What am I going to do on NOAA Ship Thomas Jefferson?
NOAA Ship Thomas Jefferson is a hydrographic survey ship, meaning it collects bathymetric data (i.e. map the seafloor) to support nautical charting, modeling, and research, but also collect other environmental data to support a variety of ecosystem sciences. In this research assignment, Thomas Jefferson will collect data from the Cleveland, Ohio area as well as the vicinity of South Bass Island and Presque Isle. At the end of the project, the data will allow us to identify hazards and changes to the seafloor, provide critical data for updating NOAA’s nautical charting products, and improve maritime safety.
I am anticipating assisting with the acquisition of survey data on survey launches, scanning data to assist with the final processing of data, and riding on small support boats to help with the installation of shore positioning stations and tide gauges.
My Goals while in the NOAA Ship Thomas Jefferson ?
Through this program, I hope to accomplish the following objectives:
- Learn how NOAA’s scientists map ocean/lake floor and how they communicate their data with related stakeholders. The process of collecting ocean/lake data, analyzing and communicating this vital information with the public is something I am interested in to bring back to my school.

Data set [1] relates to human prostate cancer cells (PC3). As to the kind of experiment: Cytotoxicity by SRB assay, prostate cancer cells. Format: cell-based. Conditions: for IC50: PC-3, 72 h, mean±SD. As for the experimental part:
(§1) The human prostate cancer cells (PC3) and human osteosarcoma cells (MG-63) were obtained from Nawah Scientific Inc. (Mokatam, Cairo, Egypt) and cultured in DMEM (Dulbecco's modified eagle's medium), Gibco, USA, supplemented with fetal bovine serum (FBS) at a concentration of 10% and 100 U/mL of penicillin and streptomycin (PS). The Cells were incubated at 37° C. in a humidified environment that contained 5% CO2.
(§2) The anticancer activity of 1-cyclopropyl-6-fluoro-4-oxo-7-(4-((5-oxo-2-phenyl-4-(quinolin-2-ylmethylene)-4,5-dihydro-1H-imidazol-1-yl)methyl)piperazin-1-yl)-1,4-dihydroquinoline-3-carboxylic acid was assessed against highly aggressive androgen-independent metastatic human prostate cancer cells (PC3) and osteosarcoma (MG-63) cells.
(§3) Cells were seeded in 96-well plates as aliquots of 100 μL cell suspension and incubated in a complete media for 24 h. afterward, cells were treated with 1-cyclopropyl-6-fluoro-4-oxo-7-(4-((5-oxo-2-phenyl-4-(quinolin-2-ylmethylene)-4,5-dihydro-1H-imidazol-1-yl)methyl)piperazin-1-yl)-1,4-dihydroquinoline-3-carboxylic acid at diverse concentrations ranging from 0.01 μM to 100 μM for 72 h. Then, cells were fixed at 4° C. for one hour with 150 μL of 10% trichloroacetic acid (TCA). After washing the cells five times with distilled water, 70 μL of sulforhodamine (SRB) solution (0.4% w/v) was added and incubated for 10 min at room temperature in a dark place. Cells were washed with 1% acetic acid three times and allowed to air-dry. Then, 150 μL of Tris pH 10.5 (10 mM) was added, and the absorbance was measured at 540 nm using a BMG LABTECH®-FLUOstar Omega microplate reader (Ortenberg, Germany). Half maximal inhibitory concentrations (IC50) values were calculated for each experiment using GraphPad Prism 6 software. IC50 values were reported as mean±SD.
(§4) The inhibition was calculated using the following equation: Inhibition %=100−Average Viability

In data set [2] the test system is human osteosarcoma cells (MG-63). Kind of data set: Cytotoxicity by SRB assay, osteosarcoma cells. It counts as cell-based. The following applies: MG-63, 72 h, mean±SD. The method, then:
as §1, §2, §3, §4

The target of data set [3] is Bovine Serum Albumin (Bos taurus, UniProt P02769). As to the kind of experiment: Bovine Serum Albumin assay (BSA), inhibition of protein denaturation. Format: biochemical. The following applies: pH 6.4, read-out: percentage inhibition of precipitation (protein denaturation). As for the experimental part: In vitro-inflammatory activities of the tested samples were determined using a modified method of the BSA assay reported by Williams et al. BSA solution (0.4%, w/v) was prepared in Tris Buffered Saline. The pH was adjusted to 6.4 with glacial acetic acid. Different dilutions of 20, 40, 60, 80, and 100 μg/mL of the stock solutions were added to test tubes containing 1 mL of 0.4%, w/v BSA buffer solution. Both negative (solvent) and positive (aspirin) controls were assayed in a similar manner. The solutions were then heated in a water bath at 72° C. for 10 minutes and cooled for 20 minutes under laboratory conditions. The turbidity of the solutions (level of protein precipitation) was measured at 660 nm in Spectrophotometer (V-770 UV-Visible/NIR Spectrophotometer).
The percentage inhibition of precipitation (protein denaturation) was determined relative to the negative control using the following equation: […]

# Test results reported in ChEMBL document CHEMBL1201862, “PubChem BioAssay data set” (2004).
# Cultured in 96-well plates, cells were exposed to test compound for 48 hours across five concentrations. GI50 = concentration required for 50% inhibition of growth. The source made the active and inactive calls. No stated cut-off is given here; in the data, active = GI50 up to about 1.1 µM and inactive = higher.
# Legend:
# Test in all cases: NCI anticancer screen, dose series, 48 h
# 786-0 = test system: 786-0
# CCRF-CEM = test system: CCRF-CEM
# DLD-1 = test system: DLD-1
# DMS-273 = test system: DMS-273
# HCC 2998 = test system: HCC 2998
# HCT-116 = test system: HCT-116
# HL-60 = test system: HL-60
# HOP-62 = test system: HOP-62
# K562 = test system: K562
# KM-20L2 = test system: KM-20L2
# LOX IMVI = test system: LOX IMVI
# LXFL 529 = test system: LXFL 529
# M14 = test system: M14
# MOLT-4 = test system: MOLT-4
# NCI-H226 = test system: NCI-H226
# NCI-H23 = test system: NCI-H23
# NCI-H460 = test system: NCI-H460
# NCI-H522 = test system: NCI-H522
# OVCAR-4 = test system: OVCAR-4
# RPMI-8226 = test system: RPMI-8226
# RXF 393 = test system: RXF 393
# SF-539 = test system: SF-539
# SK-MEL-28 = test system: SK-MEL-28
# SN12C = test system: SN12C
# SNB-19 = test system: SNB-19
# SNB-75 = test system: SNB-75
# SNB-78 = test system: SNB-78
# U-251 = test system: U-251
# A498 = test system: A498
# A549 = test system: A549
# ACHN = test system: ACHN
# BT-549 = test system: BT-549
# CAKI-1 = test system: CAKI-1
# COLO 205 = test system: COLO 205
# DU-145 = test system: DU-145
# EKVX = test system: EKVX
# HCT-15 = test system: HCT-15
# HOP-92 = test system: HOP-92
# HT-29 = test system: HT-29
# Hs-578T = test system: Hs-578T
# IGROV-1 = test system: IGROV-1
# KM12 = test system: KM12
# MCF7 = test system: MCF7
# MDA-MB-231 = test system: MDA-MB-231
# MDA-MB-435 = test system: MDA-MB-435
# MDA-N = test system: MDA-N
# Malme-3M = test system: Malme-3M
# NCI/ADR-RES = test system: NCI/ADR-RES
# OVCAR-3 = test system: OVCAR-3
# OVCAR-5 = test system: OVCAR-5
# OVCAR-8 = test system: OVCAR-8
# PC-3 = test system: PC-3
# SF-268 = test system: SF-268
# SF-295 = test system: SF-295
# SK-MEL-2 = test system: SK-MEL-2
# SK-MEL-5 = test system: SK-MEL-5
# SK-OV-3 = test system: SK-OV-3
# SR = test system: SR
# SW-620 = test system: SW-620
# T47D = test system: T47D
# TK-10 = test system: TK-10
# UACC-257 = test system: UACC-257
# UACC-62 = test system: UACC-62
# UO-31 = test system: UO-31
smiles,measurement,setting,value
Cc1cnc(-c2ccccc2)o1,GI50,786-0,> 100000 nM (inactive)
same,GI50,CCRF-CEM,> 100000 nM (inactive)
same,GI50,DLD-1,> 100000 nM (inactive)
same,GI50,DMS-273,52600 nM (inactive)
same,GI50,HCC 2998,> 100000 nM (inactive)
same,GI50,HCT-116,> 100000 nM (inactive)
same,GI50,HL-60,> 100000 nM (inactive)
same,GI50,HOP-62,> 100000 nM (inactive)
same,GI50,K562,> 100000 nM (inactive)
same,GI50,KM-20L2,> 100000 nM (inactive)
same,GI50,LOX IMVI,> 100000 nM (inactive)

- Explore ocean related careers and interview with those who are interested in sharing their experiences within their career journey. Presenting those careers to our students through PBL projects, or career exploration days will increase ocean-related careers within our school building.
- Increase my knowledge on the Great Lakes and its significance locally and globally. This is significant because Ohio’s streams flow into either the Ohio River or Lake Erie, and eventually both release their water into the Atlantic Ocean. I want to make sure our students know their local water systems well and how they connect globally.
The National Oceanic and Atmospheric Administration (NOAA) is a scientific and regulatory agency within the Department of Commerce. Its mission is “to understand and predict changes in climate, weather, ocean, and coasts, to share that knowledge and information with others, and to conserve and manage coastal and marine ecosystems and resources”.
NOAA’s products and services support economic vitality and affect more than one-third of America’s gross domestic products. Source: NOAA’s Official Website
About NOAA’s Teacher At Sea Program
The NOAA’s Teacher at Sea (TAS) Program provides once-in-a-life time opportunity for educators by sending teachers to sea aboard NOAA research and survey ships to work under the world renowned NOAA’s scientists, officers and crew. Teachers will then share what they learn with their students, districts and communities. For more information, check out their official website.
About NOAA Ship Thomas Jefferson
NOAA Ship Thomas Jefferson is hydrographic survey vessel that maps the ocean to aid maritime commerce, improve coastal resilience, and understand the maritime environment. The ship officially entered the NOAA fleet in 2003 (formerly the U.S. Naval Ship Littlehales) and was renamed for President Thomas Jefferson. You may find more information about NOAA Ship Thomas Jefferson here.